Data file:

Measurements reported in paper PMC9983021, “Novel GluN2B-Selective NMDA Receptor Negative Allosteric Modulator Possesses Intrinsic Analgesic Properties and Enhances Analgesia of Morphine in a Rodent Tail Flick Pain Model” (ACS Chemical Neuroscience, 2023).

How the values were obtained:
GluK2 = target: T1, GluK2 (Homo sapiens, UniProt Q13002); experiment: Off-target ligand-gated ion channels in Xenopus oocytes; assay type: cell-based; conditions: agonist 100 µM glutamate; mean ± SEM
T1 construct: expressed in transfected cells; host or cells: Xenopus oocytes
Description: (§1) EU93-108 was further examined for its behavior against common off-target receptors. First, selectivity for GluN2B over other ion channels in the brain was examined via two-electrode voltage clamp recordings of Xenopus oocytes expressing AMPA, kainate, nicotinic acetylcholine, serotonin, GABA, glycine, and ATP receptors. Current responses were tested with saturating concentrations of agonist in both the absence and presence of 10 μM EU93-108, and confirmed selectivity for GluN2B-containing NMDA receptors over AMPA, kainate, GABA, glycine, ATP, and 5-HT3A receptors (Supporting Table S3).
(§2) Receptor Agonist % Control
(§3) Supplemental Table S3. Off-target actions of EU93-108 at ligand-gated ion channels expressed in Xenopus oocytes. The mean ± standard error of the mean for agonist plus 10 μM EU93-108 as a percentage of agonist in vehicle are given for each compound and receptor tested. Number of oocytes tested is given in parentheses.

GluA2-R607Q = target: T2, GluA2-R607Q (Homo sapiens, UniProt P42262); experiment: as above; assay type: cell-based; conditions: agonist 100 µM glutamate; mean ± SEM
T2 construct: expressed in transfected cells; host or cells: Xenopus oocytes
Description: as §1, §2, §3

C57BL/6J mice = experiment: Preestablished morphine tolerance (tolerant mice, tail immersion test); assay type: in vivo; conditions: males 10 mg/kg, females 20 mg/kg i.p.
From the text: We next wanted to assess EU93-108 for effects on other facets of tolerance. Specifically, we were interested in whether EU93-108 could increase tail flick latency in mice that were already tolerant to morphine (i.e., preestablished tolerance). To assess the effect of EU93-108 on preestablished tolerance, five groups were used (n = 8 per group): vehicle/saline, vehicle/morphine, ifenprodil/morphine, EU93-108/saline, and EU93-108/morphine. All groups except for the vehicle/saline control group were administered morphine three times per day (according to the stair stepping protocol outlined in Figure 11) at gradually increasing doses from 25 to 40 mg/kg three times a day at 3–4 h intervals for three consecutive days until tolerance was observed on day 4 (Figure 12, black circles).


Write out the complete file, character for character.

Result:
Measurements reported in paper PMC9983021, “Novel GluN2B-Selective NMDA Receptor Negative Allosteric Modulator Possesses Intrinsic Analgesic Properties and Enhances Analgesia of Morphine in a Rodent Tail Flick Pain Model” (ACS Chemical Neuroscience, 2023).

How the values were obtained:
GluK2 = target: T1, GluK2 (Homo sapiens, UniProt Q13002); experiment: Off-target ligand-gated ion channels in Xenopus oocytes; assay type: cell-based; conditions: agonist 100 µM glutamate; mean ± SEM
T1 construct: expressed in transfected cells; host or cells: Xenopus oocytes
Description: (§1) EU93-108 was further examined for its behavior against common off-target receptors. First, selectivity for GluN2B over other ion channels in the brain was examined via two-electrode voltage clamp recordings of Xenopus oocytes expressing AMPA, kainate, nicotinic acetylcholine, serotonin, GABA, glycine, and ATP receptors. Current responses were tested with saturating concentrations of agonist in both the absence and presence of 10 μM EU93-108, and confirmed selectivity for GluN2B-containing NMDA receptors over AMPA, kainate, GABA, glycine, ATP, and 5-HT3A receptors (Supporting Table S3).
(§2) Receptor Agonist % Control
(§3) Supplemental Table S3. Off-target actions of EU93-108 at ligand-gated ion channels expressed in Xenopus oocytes. The mean ± standard error of the mean for agonist plus 10 μM EU93-108 as a percentage of agonist in vehicle are given for each compound and receptor tested. Number of oocytes tested is given in parentheses.

GluA2-R607Q = target: T2, GluA2-R607Q (Homo sapiens, UniProt P42262); experiment: as above; assay type: cell-based; conditions: agonist 100 µM glutamate; mean ± SEM
T2 construct: expressed in transfected cells; host or cells: Xenopus oocytes
Description: as §1, §2, §3

C57BL/6J mice = experiment: Preestablished morphine tolerance (tolerant mice, tail immersion test); assay type: in vivo; conditions: males 10 mg/kg, females 20 mg/kg i.p.
From the text: We next wanted to assess EU93-108 for effects on other facets of tolerance. Specifically, we were interested in whether EU93-108 could increase tail flick latency in mice that were already tolerant to morphine (i.e., preestablished tolerance). To assess the effect of EU93-108 on preestablished tolerance, five groups were used (n = 8 per group): vehicle/saline, vehicle/morphine, ifenprodil/morphine, EU93-108/saline, and EU93-108/morphine. All groups except for the vehicle/saline control group were administered morphine three times per day (according to the stair stepping protocol outlined in Figure 11) at gradually increasing doses from 25 to 40 mg/kg three times a day at 3–4 h intervals for three consecutive days until tolerance was observed on day 4 (Figure 12, black circles).